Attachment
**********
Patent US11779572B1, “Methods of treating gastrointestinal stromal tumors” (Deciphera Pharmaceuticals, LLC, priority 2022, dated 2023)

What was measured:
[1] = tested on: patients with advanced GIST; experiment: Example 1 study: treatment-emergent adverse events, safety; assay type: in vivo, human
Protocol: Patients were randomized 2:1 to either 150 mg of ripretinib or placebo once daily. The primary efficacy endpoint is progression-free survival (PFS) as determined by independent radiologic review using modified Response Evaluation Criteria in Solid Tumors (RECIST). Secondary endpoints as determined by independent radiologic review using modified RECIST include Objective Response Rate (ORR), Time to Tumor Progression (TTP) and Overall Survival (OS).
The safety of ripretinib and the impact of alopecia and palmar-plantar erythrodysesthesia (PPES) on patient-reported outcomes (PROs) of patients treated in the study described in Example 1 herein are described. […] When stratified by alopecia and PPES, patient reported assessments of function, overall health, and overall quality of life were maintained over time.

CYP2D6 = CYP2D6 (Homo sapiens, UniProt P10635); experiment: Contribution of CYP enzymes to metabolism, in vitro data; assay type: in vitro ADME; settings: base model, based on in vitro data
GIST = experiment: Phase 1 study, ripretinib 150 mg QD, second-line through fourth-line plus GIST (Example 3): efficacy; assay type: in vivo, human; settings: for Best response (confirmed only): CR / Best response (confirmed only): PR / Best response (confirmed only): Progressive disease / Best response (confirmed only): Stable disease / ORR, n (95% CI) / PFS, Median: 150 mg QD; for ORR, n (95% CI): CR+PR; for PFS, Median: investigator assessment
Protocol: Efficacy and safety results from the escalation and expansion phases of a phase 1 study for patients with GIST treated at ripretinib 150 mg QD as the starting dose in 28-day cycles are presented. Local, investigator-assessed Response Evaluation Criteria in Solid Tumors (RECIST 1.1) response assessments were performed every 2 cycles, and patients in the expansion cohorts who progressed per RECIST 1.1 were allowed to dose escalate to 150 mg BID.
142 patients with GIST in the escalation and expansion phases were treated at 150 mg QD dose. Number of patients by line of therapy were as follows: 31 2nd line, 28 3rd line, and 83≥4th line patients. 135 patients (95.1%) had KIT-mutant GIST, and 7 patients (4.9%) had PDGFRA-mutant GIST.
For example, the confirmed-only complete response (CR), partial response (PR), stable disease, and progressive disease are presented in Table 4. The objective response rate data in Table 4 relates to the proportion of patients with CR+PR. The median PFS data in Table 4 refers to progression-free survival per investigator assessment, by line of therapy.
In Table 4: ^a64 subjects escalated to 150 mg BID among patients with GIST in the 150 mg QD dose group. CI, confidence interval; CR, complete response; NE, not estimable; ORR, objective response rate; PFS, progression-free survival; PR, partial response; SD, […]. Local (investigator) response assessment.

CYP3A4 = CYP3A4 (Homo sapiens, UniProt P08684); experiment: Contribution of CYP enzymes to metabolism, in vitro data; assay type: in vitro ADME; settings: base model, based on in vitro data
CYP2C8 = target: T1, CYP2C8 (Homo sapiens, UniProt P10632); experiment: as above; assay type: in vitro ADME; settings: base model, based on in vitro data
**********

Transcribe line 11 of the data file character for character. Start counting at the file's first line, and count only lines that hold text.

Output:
In Table 4: ^a64 subjects escalated to 150 mg BID among patients with GIST in the 150 mg QD dose group. CI, confidence interval; CR, complete response; NE, not estimable; ORR, objective response rate; PFS, progression-free survival; PR, partial response; SD, […]. Local (investigator) response assessment.